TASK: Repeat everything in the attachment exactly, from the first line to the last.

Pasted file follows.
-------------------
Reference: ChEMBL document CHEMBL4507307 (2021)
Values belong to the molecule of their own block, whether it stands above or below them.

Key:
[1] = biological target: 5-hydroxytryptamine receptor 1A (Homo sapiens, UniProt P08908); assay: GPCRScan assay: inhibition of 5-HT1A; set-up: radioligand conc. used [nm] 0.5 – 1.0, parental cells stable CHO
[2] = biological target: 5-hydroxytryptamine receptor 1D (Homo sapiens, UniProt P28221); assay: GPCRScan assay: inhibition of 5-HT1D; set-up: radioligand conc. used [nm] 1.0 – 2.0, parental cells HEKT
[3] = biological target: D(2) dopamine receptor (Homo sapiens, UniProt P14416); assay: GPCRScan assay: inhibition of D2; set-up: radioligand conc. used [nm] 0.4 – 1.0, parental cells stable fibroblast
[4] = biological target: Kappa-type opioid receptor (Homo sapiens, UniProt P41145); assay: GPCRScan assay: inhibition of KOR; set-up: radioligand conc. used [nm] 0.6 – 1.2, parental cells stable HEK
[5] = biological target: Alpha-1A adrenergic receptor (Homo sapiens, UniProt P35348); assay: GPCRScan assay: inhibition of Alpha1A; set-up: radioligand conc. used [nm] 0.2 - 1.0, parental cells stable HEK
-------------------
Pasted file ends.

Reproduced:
Reference: ChEMBL document CHEMBL4507307 (2021)
Values belong to the molecule of their own block, whether it stands above or below them.

Key:
[1] = biological target: 5-hydroxytryptamine receptor 1A (Homo sapiens, UniProt P08908); assay: GPCRScan assay: inhibition of 5-HT1A; set-up: radioligand conc. used [nm] 0.5 – 1.0, parental cells stable CHO
[2] = biological target: 5-hydroxytryptamine receptor 1D (Homo sapiens, UniProt P28221); assay: GPCRScan assay: inhibition of 5-HT1D; set-up: radioligand conc. used [nm] 1.0 – 2.0, parental cells HEKT
[3] = biological target: D(2) dopamine receptor (Homo sapiens, UniProt P14416); assay: GPCRScan assay: inhibition of D2; set-up: radioligand conc. used [nm] 0.4 – 1.0, parental cells stable fibroblast
[4] = biological target: Kappa-type opioid receptor (Homo sapiens, UniProt P41145); assay: GPCRScan assay: inhibition of KOR; set-up: radioligand conc. used [nm] 0.6 – 1.2, parental cells stable HEK
[5] = biological target: Alpha-1A adrenergic receptor (Homo sapiens, UniProt P35348); assay: GPCRScan assay: inhibition of Alpha1A; set-up: radioligand conc. used [nm] 0.2 - 1.0, parental cells stable HEK